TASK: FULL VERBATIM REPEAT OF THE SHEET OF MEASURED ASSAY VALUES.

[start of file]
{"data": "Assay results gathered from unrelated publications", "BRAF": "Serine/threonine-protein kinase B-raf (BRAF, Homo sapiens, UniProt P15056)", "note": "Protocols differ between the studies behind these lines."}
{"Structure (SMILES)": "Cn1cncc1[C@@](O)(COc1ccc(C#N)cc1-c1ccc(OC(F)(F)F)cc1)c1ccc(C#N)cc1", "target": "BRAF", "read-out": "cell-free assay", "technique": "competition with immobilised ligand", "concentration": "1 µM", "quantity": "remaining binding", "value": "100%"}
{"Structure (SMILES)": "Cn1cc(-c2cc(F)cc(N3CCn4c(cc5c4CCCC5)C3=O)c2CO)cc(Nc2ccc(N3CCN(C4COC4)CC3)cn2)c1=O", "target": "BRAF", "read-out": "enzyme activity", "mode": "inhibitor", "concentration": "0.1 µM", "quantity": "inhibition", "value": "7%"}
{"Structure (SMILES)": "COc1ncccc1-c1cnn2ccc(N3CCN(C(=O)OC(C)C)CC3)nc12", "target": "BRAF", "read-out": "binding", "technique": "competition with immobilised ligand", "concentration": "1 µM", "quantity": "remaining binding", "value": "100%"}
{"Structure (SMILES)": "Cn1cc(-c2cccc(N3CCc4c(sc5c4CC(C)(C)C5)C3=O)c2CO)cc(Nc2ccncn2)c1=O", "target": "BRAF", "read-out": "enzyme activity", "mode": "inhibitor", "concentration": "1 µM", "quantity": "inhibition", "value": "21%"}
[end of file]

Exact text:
{"data": "Assay results gathered from unrelated publications", "BRAF": "Serine/threonine-protein kinase B-raf (BRAF, Homo sapiens, UniProt P15056)", "note": "Protocols differ between the studies behind these lines."}
{"Structure (SMILES)": "Cn1cncc1[C@@](O)(COc1ccc(C#N)cc1-c1ccc(OC(F)(F)F)cc1)c1ccc(C#N)cc1", "target": "BRAF", "read-out": "cell-free assay", "technique": "competition with immobilised ligand", "concentration": "1 µM", "quantity": "remaining binding", "value": "100%"}
{"Structure (SMILES)": "Cn1cc(-c2cc(F)cc(N3CCn4c(cc5c4CCCC5)C3=O)c2CO)cc(Nc2ccc(N3CCN(C4COC4)CC3)cn2)c1=O", "target": "BRAF", "read-out": "enzyme activity", "mode": "inhibitor", "concentration": "0.1 µM", "quantity": "inhibition", "value": "7%"}
{"Structure (SMILES)": "COc1ncccc1-c1cnn2ccc(N3CCN(C(=O)OC(C)C)CC3)nc12", "target": "BRAF", "read-out": "binding", "technique": "competition with immobilised ligand", "concentration": "1 µM", "quantity": "remaining binding", "value": "100%"}
{"Structure (SMILES)": "Cn1cc(-c2cccc(N3CCc4c(sc5c4CC(C)(C)C5)C3=O)c2CO)cc(Nc2ccncn2)c1=O", "target": "BRAF", "read-out": "enzyme activity", "mode": "inhibitor", "concentration": "1 µM", "quantity": "inhibition", "value": "21%"}